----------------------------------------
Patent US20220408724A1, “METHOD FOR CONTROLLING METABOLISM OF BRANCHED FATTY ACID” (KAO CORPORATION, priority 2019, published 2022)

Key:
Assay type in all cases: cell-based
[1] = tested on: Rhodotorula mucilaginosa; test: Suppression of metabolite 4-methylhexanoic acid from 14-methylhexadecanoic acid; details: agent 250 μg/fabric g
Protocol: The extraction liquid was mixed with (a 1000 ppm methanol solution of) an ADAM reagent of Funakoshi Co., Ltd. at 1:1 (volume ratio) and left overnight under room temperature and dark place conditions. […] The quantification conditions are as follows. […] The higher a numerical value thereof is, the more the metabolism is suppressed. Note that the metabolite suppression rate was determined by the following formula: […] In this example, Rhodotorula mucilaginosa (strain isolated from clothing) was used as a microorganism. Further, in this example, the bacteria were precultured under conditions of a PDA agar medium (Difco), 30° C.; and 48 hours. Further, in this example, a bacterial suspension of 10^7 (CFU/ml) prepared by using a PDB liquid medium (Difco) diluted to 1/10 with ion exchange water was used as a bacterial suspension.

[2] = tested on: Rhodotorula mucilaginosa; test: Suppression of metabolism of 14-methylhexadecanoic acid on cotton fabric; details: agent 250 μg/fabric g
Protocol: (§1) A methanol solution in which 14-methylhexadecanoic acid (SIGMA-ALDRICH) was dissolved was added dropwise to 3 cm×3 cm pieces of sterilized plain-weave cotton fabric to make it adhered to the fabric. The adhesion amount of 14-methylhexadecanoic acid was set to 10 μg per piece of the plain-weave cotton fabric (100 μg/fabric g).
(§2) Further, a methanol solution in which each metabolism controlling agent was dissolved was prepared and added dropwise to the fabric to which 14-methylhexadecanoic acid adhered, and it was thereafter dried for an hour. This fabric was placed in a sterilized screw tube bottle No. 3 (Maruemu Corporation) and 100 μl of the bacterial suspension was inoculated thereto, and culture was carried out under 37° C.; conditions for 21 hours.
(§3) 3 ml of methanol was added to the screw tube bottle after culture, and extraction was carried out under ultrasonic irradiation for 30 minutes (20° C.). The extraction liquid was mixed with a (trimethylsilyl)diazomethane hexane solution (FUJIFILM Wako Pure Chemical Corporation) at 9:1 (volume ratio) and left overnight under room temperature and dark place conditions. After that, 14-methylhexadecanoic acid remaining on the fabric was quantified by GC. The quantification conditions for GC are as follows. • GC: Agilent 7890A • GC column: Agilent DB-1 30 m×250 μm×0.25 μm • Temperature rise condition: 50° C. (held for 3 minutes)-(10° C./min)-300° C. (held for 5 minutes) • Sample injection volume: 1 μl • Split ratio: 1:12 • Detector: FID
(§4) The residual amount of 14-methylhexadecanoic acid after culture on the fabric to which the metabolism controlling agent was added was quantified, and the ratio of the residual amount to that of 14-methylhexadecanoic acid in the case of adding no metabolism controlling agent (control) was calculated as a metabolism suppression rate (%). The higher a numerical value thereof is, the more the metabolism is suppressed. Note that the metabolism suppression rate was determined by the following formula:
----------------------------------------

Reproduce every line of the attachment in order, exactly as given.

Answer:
Patent US20220408724A1, “METHOD FOR CONTROLLING METABOLISM OF BRANCHED FATTY ACID” (KAO CORPORATION, priority 2019, published 2022)

Key:
Assay type in all cases: cell-based
[1] = tested on: Rhodotorula mucilaginosa; test: Suppression of metabolite 4-methylhexanoic acid from 14-methylhexadecanoic acid; details: agent 250 μg/fabric g
Protocol: The extraction liquid was mixed with (a 1000 ppm methanol solution of) an ADAM reagent of Funakoshi Co., Ltd. at 1:1 (volume ratio) and left overnight under room temperature and dark place conditions. […] The quantification conditions are as follows. […] The higher a numerical value thereof is, the more the metabolism is suppressed. Note that the metabolite suppression rate was determined by the following formula: […] In this example, Rhodotorula mucilaginosa (strain isolated from clothing) was used as a microorganism. Further, in this example, the bacteria were precultured under conditions of a PDA agar medium (Difco), 30° C.; and 48 hours. Further, in this example, a bacterial suspension of 10^7 (CFU/ml) prepared by using a PDB liquid medium (Difco) diluted to 1/10 with ion exchange water was used as a bacterial suspension.

[2] = tested on: Rhodotorula mucilaginosa; test: Suppression of metabolism of 14-methylhexadecanoic acid on cotton fabric; details: agent 250 μg/fabric g
Protocol: (§1) A methanol solution in which 14-methylhexadecanoic acid (SIGMA-ALDRICH) was dissolved was added dropwise to 3 cm×3 cm pieces of sterilized plain-weave cotton fabric to make it adhered to the fabric. The adhesion amount of 14-methylhexadecanoic acid was set to 10 μg per piece of the plain-weave cotton fabric (100 μg/fabric g).
(§2) Further, a methanol solution in which each metabolism controlling agent was dissolved was prepared and added dropwise to the fabric to which 14-methylhexadecanoic acid adhered, and it was thereafter dried for an hour. This fabric was placed in a sterilized screw tube bottle No. 3 (Maruemu Corporation) and 100 μl of the bacterial suspension was inoculated thereto, and culture was carried out under 37° C.; conditions for 21 hours.
(§3) 3 ml of methanol was added to the screw tube bottle after culture, and extraction was carried out under ultrasonic irradiation for 30 minutes (20° C.). The extraction liquid was mixed with a (trimethylsilyl)diazomethane hexane solution (FUJIFILM Wako Pure Chemical Corporation) at 9:1 (volume ratio) and left overnight under room temperature and dark place conditions. After that, 14-methylhexadecanoic acid remaining on the fabric was quantified by GC. The quantification conditions for GC are as follows. • GC: Agilent 7890A • GC column: Agilent DB-1 30 m×250 μm×0.25 μm • Temperature rise condition: 50° C. (held for 3 minutes)-(10° C./min)-300° C. (held for 5 minutes) • Sample injection volume: 1 μl • Split ratio: 1:12 • Detector: FID
(§4) The residual amount of 14-methylhexadecanoic acid after culture on the fabric to which the metabolism controlling agent was added was quantified, and the ratio of the residual amount to that of 14-methylhexadecanoic acid in the case of adding no metabolism controlling agent (control) was calculated as a metabolism suppression rate (%). The higher a numerical value thereof is, the more the metabolism is suppressed. Note that the metabolism suppression rate was determined by the following formula: